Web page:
Pioneer BRD-101A: Test and Review

The BDR-101A Pioneer boasts of being one of the first writers to PC to read and write data to Blu-Ray discs. This model is in fact compatible with the new recording media, designated as the likely successor to DVD. What differences with them? First, they offer storage space five times the standard DVD. Blu-Ray single layer and has a capacity of 23.3 GB (25,000,000,000 bytes, or 25 GB), enough to dispose easily of 4 to 5 hours in HD video.

If it stores a lot of data, burn them requires a lot of patience. His theoretical writing speed is 2x or a rate of only 9 MB / s (equivalent to 1x 4.5 MB / s in the world of Blu-Ray). In practice, it takes 47 minutes and the BDR-101A to fill the 25 GB Blu-Ray medium write-once BD-R. This corresponds to an average rate of 8.4 MB per second (see the results of perfromances tests). The finding remains with BD-RE discs, rewritable. These read and write speeds are roughly two times lower than those produced by a recent DVD recorder compatible with the DVD + and DVD media -. He thus duplicates a DVD video on a dual layer media in 45 minutes while a recent DVD burner would put half the time.

And it is not much better in reading, since the rates displayed in this case can not exceed 2x well. By comparison, the rates proposed by recent DVD recorders when writing on blank DVDs are about twice with theoretical speeds topping out at 21.6 MB / s!

An even more disappointing realization that the Blu-Ray technology provides a theoretical read speed of 8x, a transfer rate of 36 MB / s. Anyway, the BDR-101A read and write data always at the rate of 2x, future updates to its firmware, firmware controlling this device will change nothing by Pioneer.

The main asset of the BDR-101A is to copy data to the Blu-Ray blank media. However these are rather expensive, count 20 euros for a BD-R disc and 25 euros for a BD-RE. Its main drawback is not to support the CD, admittedly old, but still relevant. If it can play Blu-Ray discs double layers “pre-recorded” no hope engrave anything either. Finally, according to Pioneer’s BDR-101A will allow the viewing of upcoming films sold on Blu-Ray media and equipped with copy protection AACS. The first feature films on this media is not available yet, we have not been able to verify that accounting.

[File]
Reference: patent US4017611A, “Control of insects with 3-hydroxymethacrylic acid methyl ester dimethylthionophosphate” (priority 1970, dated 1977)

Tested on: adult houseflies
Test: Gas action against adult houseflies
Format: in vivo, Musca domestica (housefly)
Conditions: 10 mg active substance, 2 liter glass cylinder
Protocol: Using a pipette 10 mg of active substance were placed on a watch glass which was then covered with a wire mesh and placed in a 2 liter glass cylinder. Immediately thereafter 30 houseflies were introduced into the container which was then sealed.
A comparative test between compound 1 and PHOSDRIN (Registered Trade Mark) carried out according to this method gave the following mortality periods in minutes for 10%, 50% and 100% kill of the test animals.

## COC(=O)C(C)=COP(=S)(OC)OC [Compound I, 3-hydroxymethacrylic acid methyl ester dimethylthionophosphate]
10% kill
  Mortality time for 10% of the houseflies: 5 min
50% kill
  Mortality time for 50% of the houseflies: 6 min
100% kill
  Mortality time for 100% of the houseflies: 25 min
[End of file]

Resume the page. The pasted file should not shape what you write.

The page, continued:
However, if copy at lower speeds, the internal model the shape, the dimensions of a DVD burner. And he moved in the same manner. The BD-R is room is inside the CPU, using a power cable and a data cable. The operation takes at the very least five minutes for those who have already installed this type of device. This drive comes with software Roxio DigitalMedia LE. The use is the same, that one data copy Blu-ray discs or DVDs. Only the project size limit varies depending on the backup media. DigitalMedia LE, expanded in some functions, is confined to the optical disk data recording. It ignores the Video DVD creation for example.

The BDR-101A sold for the tidy sum of 700 euros. Those who wish to change burner are well advised to wait at risk of acquiring a product that will quickly become obsolete. The price of Blu-Ray burners should logically decrease and the read and write speeds on these new media increase. Moreover, Blu-ray is competing, one knows for how long, with the HD DVD format to succeed the older DVD format. And, as was the case with the type of DVD media – and + it is likely that compatible recorders Blu-Ray and HD DVD are emerging.

Results of performance tests

Time engraving media TDK BD-R 2x (23.3 GB of data)

47 min 12 s

Time engraving media TDK BD-RE at 2x (21.6 GB of data)

45 min 26 s

Average flow reading on TDK BD-RE

7.28 MB / s

Average access time on TDK BD-RE

250 ms by Pioneer

Media engraving duration TDK DVD + R DL at 2.4x (8 GB of data)

43 min 55 s

Time recording to DVD + R media at 8x Verbatim (4.3 GB of data)

10 min 30 s

Time recording to DVD + RW media at 4x TDK (4.3 GB of data)

14 min 28 s

Time recording to DVD-R media at 8x Verbatim (4.3 GB of data)

10 min 38 s

Average flow read on DVD-Rom

7.53 MB / s

Average access time DVD-Rom

127 ms